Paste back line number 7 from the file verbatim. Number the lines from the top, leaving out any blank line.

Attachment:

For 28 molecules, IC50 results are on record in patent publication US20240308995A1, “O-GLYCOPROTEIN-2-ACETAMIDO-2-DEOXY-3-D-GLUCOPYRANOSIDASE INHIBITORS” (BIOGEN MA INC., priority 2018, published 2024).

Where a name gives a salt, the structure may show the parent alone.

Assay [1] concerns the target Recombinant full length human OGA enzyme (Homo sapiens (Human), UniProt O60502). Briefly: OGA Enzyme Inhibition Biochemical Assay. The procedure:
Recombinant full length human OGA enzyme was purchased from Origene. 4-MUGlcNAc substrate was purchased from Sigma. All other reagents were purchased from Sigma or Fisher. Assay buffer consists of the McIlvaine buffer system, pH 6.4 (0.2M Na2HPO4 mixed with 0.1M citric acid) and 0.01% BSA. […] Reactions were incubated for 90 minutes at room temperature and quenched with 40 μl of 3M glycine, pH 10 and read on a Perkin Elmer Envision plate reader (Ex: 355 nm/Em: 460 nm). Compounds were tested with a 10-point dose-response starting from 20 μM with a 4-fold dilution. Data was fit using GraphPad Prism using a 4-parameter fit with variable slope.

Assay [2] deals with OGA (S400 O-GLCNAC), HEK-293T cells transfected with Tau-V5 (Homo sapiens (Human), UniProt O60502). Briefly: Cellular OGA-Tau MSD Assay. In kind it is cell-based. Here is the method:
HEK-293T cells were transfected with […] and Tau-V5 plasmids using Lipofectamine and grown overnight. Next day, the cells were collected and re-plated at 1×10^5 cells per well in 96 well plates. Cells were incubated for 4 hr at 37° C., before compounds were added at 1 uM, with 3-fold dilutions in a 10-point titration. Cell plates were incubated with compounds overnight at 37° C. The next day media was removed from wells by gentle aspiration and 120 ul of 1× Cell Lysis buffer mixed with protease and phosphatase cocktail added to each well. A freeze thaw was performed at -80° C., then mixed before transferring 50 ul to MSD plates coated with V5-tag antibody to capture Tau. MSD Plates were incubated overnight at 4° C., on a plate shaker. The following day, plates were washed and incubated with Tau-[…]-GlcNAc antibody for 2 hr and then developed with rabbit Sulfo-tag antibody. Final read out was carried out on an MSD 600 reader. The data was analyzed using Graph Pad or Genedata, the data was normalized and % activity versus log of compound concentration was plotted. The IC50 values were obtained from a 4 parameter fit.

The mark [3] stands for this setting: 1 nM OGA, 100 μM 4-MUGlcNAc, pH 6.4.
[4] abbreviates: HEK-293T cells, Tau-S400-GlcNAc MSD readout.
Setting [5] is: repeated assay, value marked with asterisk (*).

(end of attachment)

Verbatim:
The mark [3] stands for this setting: 1 nM OGA, 100 μM 4-MUGlcNAc, pH 6.4.